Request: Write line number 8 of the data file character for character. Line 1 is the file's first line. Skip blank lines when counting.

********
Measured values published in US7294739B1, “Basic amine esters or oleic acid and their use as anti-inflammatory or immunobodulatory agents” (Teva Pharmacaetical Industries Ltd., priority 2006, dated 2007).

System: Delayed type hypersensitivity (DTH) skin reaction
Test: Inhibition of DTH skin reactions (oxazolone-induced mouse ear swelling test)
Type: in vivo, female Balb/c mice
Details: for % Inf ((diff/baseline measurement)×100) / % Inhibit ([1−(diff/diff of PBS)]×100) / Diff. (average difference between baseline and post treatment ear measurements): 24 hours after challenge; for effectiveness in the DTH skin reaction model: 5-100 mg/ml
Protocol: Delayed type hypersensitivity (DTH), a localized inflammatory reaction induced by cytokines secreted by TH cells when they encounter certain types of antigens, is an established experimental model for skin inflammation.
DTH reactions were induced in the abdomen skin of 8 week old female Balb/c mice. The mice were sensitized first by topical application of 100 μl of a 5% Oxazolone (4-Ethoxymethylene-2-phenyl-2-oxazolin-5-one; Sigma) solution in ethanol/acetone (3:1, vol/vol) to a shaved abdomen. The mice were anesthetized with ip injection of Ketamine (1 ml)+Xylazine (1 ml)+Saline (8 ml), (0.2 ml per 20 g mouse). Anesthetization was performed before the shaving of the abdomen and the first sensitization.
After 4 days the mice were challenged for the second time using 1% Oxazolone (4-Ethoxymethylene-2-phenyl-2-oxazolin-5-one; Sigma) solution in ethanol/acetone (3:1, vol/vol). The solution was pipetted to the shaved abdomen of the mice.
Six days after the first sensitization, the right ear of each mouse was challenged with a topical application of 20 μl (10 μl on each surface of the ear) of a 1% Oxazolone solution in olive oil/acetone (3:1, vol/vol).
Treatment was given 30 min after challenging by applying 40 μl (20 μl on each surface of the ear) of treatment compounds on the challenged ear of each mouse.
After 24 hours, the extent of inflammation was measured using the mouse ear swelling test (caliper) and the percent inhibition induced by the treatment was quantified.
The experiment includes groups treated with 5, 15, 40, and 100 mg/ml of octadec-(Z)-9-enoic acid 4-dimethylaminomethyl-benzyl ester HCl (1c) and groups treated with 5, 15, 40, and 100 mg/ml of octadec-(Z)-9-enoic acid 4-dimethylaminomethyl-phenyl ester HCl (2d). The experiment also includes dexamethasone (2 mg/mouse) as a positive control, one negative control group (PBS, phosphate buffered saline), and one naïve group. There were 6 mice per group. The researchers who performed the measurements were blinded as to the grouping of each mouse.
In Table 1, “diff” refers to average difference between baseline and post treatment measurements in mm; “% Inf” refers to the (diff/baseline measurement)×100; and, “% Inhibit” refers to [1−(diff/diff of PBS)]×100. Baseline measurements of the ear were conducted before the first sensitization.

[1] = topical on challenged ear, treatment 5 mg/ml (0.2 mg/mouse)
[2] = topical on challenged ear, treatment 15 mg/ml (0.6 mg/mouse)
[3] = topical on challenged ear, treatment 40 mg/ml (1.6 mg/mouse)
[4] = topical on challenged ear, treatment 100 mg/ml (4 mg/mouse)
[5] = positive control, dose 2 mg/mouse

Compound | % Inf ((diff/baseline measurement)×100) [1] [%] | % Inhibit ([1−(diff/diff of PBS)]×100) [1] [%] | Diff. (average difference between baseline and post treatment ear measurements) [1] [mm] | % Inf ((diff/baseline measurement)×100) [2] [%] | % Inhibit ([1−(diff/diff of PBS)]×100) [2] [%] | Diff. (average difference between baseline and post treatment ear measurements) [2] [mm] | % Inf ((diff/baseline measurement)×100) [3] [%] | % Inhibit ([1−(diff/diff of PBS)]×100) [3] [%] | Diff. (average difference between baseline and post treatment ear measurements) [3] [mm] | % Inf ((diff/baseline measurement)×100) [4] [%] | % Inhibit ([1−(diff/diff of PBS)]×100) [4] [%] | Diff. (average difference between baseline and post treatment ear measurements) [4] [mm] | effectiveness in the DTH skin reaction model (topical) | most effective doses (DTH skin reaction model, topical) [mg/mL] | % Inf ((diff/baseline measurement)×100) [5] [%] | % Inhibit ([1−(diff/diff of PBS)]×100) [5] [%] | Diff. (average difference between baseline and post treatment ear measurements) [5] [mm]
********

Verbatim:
After 4 days the mice were challenged for the second time using 1% Oxazolone (4-Ethoxymethylene-2-phenyl-2-oxazolin-5-one; Sigma) solution in ethanol/acetone (3:1, vol/vol). The solution was pipetted to the shaved abdomen of the mice.